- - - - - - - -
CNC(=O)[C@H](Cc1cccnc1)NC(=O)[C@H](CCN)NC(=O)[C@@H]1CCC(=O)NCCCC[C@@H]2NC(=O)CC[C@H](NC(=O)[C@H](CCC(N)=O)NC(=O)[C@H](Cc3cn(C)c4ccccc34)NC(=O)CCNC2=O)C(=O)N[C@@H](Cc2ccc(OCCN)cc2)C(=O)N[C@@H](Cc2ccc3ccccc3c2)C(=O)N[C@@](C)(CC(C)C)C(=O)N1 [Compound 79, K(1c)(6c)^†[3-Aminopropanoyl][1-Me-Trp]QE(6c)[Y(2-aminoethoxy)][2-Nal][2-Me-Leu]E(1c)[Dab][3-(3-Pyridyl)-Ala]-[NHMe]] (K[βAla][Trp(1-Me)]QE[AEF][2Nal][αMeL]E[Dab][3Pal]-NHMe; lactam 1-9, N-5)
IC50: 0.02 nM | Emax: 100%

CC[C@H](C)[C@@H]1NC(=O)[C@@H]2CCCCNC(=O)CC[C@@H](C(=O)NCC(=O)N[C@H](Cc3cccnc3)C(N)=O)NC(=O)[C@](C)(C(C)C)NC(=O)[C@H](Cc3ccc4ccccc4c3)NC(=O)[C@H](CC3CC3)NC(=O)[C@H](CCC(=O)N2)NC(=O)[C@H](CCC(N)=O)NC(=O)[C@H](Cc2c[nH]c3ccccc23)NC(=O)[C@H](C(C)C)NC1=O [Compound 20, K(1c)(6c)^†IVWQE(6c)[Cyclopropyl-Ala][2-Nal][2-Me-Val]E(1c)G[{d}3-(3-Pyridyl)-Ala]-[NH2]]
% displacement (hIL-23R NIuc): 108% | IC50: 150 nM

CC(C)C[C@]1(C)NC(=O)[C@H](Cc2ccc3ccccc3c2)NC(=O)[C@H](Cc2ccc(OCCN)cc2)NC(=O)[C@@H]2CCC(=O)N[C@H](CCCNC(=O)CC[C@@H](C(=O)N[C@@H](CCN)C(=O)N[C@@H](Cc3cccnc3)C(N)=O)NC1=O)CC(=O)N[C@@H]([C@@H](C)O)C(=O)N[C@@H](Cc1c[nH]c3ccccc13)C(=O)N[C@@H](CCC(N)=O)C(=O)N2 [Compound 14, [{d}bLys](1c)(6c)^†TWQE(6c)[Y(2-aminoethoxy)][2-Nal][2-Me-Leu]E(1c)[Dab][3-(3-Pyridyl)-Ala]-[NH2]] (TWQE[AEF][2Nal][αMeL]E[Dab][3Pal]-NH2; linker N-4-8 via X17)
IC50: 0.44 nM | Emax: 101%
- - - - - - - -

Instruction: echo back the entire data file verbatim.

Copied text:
CNC(=O)[C@H](Cc1cccnc1)NC(=O)[C@H](CCN)NC(=O)[C@@H]1CCC(=O)NCCCC[C@@H]2NC(=O)CC[C@H](NC(=O)[C@H](CCC(N)=O)NC(=O)[C@H](Cc3cn(C)c4ccccc34)NC(=O)CCNC2=O)C(=O)N[C@@H](Cc2ccc(OCCN)cc2)C(=O)N[C@@H](Cc2ccc3ccccc3c2)C(=O)N[C@@](C)(CC(C)C)C(=O)N1 [Compound 79, K(1c)(6c)^†[3-Aminopropanoyl][1-Me-Trp]QE(6c)[Y(2-aminoethoxy)][2-Nal][2-Me-Leu]E(1c)[Dab][3-(3-Pyridyl)-Ala]-[NHMe]] (K[βAla][Trp(1-Me)]QE[AEF][2Nal][αMeL]E[Dab][3Pal]-NHMe; lactam 1-9, N-5)
IC50: 0.02 nM | Emax: 100%

CC[C@H](C)[C@@H]1NC(=O)[C@@H]2CCCCNC(=O)CC[C@@H](C(=O)NCC(=O)N[C@H](Cc3cccnc3)C(N)=O)NC(=O)[C@](C)(C(C)C)NC(=O)[C@H](Cc3ccc4ccccc4c3)NC(=O)[C@H](CC3CC3)NC(=O)[C@H](CCC(=O)N2)NC(=O)[C@H](CCC(N)=O)NC(=O)[C@H](Cc2c[nH]c3ccccc23)NC(=O)[C@H](C(C)C)NC1=O [Compound 20, K(1c)(6c)^†IVWQE(6c)[Cyclopropyl-Ala][2-Nal][2-Me-Val]E(1c)G[{d}3-(3-Pyridyl)-Ala]-[NH2]]
% displacement (hIL-23R NIuc): 108% | IC50: 150 nM

CC(C)C[C@]1(C)NC(=O)[C@H](Cc2ccc3ccccc3c2)NC(=O)[C@H](Cc2ccc(OCCN)cc2)NC(=O)[C@@H]2CCC(=O)N[C@H](CCCNC(=O)CC[C@@H](C(=O)N[C@@H](CCN)C(=O)N[C@@H](Cc3cccnc3)C(N)=O)NC1=O)CC(=O)N[C@@H]([C@@H](C)O)C(=O)N[C@@H](Cc1c[nH]c3ccccc13)C(=O)N[C@@H](CCC(N)=O)C(=O)N2 [Compound 14, [{d}bLys](1c)(6c)^†TWQE(6c)[Y(2-aminoethoxy)][2-Nal][2-Me-Leu]E(1c)[Dab][3-(3-Pyridyl)-Ala]-[NH2]] (TWQE[AEF][2Nal][αMeL]E[Dab][3Pal]-NH2; linker N-4-8 via X17)
IC50: 0.44 nM | Emax: 101%